In 2009 Macquarie acquired: Condor Ferries, service between the UK, Channel Islands and France; The equity derivatives and structured products business of German private bank Sal. Oppenheim; Blackmont Capital Inc, a Canadian wealth management business, from CI Financial; Fox-Pitt Kelton Cochran Caronia Waller, a leading specialist investment bank focused on financial institutions; Delaware Investments, a leading US-based diversified asset management firm, from Lincoln Financial Group; Tristone Capital Global Inc, an independent energy advisory firm; the wholesale electricity trading business of US firm Integrys Energy.

Macquarie manages a number of listed and unlisted investment funds which contributed approximately 12 percent of Macquarie's total underlying operating income for the half year ended 30 September 2009. The funds own assets that deliver services including transport, roads, airports and utilities.

Recent news and investments[edit]

In January 2015, Macquarie Group acquired a stake in Baltic 2 offshore wind park from EnBW for a fee totalling €720 million, due for completion in summer 2016 and subject to antitrust approval.[6]

Later in May that year, the group jointly acquired Australia's largest owner of mobile phone towers Crown Castle Australia Holdings for an undisclosed price, rumoured to be in the region of $1.62 billion, from its ultimate owner, Crown Castle International Corp.[7]

Current operations[edit]

1 Martin Place, Sydney: global headquarters

Macquarie employs 14,372 staff in 27 countries around the world.[8]

Macquarie’s business activities are organised into five principle operating groups:

  • Macquarie Capital – Provides corporate finance services, including mergers and acquisitions, debt and equity capital markets, and principal investments
  • Macquarie Asset Management – The world’s biggest infrastructure asset manager, providing infrastructure, real assets and securities investment management services
  • Commodities and Global Markets – Execution, research, derivatives, trading, fixed income, foreign exchange and commodities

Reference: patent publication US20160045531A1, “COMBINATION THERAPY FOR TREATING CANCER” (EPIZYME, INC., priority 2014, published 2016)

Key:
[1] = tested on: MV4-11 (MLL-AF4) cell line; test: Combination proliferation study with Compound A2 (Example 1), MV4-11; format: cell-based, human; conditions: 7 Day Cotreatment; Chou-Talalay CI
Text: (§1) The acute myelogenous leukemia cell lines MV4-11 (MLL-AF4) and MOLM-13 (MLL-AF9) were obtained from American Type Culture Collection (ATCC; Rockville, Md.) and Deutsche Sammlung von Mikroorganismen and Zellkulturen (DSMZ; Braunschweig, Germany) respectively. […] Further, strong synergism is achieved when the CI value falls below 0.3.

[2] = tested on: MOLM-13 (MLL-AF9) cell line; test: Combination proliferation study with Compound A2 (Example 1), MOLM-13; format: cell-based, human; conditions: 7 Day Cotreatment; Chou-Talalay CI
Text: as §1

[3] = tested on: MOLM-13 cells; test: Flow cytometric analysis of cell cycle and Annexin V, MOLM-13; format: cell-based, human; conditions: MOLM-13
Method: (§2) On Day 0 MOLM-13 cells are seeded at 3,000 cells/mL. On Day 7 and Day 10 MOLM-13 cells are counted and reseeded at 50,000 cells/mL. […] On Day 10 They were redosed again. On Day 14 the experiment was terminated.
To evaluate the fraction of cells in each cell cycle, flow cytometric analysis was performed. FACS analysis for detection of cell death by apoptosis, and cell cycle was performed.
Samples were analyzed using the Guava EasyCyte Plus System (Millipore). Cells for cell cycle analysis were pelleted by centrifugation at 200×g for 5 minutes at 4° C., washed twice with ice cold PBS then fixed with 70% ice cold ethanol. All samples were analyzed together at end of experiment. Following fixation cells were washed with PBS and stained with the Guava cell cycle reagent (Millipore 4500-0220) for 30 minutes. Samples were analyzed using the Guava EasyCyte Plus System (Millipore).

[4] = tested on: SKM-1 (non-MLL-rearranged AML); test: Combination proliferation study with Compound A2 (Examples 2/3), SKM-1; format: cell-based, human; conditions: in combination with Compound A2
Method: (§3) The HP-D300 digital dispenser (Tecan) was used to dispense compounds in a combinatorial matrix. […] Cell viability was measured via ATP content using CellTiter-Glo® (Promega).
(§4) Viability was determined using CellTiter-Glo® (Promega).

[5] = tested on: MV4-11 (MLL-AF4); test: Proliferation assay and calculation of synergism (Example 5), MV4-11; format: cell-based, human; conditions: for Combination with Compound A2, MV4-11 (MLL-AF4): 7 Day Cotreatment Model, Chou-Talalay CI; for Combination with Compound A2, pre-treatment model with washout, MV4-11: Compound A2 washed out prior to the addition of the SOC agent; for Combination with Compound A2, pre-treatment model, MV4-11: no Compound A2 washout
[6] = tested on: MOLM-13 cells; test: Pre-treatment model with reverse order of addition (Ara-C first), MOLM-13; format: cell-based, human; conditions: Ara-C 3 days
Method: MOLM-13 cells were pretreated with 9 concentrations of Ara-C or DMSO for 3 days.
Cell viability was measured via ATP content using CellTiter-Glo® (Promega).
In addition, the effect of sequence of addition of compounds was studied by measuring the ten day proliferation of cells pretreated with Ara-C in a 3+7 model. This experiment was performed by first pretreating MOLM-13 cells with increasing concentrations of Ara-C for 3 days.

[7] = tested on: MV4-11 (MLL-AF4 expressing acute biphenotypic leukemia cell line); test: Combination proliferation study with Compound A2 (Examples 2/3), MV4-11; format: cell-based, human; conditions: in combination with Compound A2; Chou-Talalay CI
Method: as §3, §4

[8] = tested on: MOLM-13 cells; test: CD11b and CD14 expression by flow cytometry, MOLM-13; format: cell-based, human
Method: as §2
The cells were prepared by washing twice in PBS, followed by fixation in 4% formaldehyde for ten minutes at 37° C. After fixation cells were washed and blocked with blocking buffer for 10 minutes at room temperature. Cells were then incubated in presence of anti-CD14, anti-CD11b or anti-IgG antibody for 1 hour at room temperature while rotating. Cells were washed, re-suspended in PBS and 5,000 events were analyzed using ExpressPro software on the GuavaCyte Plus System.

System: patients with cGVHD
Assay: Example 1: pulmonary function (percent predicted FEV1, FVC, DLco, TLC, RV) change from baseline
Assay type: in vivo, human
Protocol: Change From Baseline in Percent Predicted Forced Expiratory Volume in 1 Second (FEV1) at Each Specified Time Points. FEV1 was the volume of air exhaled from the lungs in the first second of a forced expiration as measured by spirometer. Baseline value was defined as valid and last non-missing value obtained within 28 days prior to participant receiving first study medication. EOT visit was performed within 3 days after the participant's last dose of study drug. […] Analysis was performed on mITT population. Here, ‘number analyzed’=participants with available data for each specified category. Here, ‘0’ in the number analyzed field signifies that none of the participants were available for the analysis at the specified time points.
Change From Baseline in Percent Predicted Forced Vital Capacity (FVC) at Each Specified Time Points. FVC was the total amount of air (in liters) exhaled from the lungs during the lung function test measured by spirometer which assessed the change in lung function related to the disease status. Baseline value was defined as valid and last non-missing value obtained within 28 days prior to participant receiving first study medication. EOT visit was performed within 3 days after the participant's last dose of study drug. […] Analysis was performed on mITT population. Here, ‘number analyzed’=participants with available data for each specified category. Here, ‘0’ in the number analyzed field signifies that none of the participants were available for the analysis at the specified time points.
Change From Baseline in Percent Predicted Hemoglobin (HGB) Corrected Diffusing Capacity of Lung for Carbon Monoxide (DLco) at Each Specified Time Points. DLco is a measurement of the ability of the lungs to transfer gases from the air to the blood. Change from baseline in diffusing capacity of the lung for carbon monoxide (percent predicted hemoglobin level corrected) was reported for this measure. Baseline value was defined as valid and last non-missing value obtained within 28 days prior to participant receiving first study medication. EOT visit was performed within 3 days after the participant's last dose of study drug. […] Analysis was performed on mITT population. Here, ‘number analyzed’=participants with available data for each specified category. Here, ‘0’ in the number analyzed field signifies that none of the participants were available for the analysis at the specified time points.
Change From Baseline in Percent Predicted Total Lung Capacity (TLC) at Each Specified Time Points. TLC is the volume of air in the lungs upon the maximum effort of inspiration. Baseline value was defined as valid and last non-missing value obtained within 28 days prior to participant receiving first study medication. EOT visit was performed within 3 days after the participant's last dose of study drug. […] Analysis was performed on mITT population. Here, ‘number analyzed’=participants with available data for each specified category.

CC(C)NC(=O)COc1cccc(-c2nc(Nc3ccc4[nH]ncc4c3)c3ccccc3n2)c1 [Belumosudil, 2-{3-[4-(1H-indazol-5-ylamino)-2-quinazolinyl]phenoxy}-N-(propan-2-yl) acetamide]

• Banking and Financial Services – Comprises Macquarie’s personal banking, wealth management and business banking products and services
  • Corporate and Asset Finance – Consists of an asset finance business, with interests in; aircraft, motor vehicles, rail, resources, energy and equipment finance.

In addition to the principle operating groups, Macquarie has a network of support groups including; Corporate Operations Group, Financial Management Group, Legal and Governance Group and Risk Management Group.

Macquarie’s Managing Director and Chief Executive Officer is Nicholas Moore, who replaced Allan Moss in May 2008.[9]

101 Collins Street, Melbourne office

Board of Directors[edit]

Macquarie Group's current Board of Directors includes:

Notable current and former employees[edit]


Public service[edit]

Macquarie Bank maintains political connections through the appointment of former politicians and senior political staffers to senior positions.


Reverse of an 1813 Holey Dollar, in the collection of the State Library of NSW

Macquarie Group’s logo is a stylised representation of the ‘Holey Dollar’, Australia first official currency.[24]

In 1813 Governor Lachlan Macquarie overcame an acute currency shortage in the colony of New South Wales by importing 40,000 Spanish silver dollars and punching a hole through the centre of them to create two unique coins, the ‘Holey Dollar’ and the ‘Dump’.[24] The introduction of the currency stimulated the economy while retaining its intrinsic value, with the two new coins – the 'Holey Dollar' and the 'Dump' – worth 25 per cent more than the original.

According to Macquarie Group, the ‘Holey Dollar’ was Australia’s earliest example of ‘financial innovation’ and ‘embodies its pursuit of practical approaches with profitable outcomes’.[25]